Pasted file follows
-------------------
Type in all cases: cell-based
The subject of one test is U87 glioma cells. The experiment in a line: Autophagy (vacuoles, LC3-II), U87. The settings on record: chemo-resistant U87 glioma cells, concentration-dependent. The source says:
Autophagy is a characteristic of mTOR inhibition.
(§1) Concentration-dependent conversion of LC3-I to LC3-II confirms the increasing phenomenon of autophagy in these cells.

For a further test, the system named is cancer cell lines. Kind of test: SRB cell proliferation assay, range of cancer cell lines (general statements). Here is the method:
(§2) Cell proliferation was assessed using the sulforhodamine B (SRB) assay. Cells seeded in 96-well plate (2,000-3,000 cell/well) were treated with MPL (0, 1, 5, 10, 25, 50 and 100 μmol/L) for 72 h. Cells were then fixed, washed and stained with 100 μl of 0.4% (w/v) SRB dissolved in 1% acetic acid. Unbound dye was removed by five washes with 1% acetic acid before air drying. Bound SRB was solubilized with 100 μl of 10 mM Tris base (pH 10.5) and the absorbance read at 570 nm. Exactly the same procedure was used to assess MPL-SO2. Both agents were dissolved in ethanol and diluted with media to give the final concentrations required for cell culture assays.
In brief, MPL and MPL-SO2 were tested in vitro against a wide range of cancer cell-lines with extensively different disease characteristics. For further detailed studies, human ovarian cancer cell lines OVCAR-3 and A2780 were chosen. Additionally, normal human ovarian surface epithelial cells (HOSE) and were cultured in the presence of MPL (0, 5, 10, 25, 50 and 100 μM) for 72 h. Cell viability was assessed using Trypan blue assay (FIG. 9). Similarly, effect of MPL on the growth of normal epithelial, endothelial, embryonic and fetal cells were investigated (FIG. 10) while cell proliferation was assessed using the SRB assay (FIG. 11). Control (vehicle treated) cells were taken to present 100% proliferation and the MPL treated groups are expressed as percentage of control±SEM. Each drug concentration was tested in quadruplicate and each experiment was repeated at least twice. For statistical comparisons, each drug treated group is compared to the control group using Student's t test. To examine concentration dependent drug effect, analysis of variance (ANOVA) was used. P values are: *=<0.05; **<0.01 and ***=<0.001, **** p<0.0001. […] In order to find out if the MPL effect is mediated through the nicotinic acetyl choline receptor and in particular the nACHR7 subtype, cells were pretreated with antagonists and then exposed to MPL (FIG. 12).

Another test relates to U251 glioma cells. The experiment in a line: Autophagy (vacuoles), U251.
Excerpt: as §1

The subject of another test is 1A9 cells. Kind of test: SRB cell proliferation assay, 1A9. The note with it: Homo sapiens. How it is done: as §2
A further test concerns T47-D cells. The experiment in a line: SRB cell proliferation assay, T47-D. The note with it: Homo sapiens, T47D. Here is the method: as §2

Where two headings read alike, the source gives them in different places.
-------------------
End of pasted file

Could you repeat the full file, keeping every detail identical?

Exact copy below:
Type in all cases: cell-based
The subject of one test is U87 glioma cells. The experiment in a line: Autophagy (vacuoles, LC3-II), U87. The settings on record: chemo-resistant U87 glioma cells, concentration-dependent. The source says:
Autophagy is a characteristic of mTOR inhibition.
(§1) Concentration-dependent conversion of LC3-I to LC3-II confirms the increasing phenomenon of autophagy in these cells.

For a further test, the system named is cancer cell lines. Kind of test: SRB cell proliferation assay, range of cancer cell lines (general statements). Here is the method:
(§2) Cell proliferation was assessed using the sulforhodamine B (SRB) assay. Cells seeded in 96-well plate (2,000-3,000 cell/well) were treated with MPL (0, 1, 5, 10, 25, 50 and 100 μmol/L) for 72 h. Cells were then fixed, washed and stained with 100 μl of 0.4% (w/v) SRB dissolved in 1% acetic acid. Unbound dye was removed by five washes with 1% acetic acid before air drying. Bound SRB was solubilized with 100 μl of 10 mM Tris base (pH 10.5) and the absorbance read at 570 nm. Exactly the same procedure was used to assess MPL-SO2. Both agents were dissolved in ethanol and diluted with media to give the final concentrations required for cell culture assays.
In brief, MPL and MPL-SO2 were tested in vitro against a wide range of cancer cell-lines with extensively different disease characteristics. For further detailed studies, human ovarian cancer cell lines OVCAR-3 and A2780 were chosen. Additionally, normal human ovarian surface epithelial cells (HOSE) and were cultured in the presence of MPL (0, 5, 10, 25, 50 and 100 μM) for 72 h. Cell viability was assessed using Trypan blue assay (FIG. 9). Similarly, effect of MPL on the growth of normal epithelial, endothelial, embryonic and fetal cells were investigated (FIG. 10) while cell proliferation was assessed using the SRB assay (FIG. 11). Control (vehicle treated) cells were taken to present 100% proliferation and the MPL treated groups are expressed as percentage of control±SEM. Each drug concentration was tested in quadruplicate and each experiment was repeated at least twice. For statistical comparisons, each drug treated group is compared to the control group using Student's t test. To examine concentration dependent drug effect, analysis of variance (ANOVA) was used. P values are: *=<0.05; **<0.01 and ***=<0.001, **** p<0.0001. […] In order to find out if the MPL effect is mediated through the nicotinic acetyl choline receptor and in particular the nACHR7 subtype, cells were pretreated with antagonists and then exposed to MPL (FIG. 12).

Another test relates to U251 glioma cells. The experiment in a line: Autophagy (vacuoles), U251.
Excerpt: as §1

The subject of another test is 1A9 cells. Kind of test: SRB cell proliferation assay, 1A9. The note with it: Homo sapiens. How it is done: as §2
A further test concerns T47-D cells. The experiment in a line: SRB cell proliferation assay, T47-D. The note with it: Homo sapiens, T47D. Here is the method: as §2

Where two headings read alike, the source gives them in different places.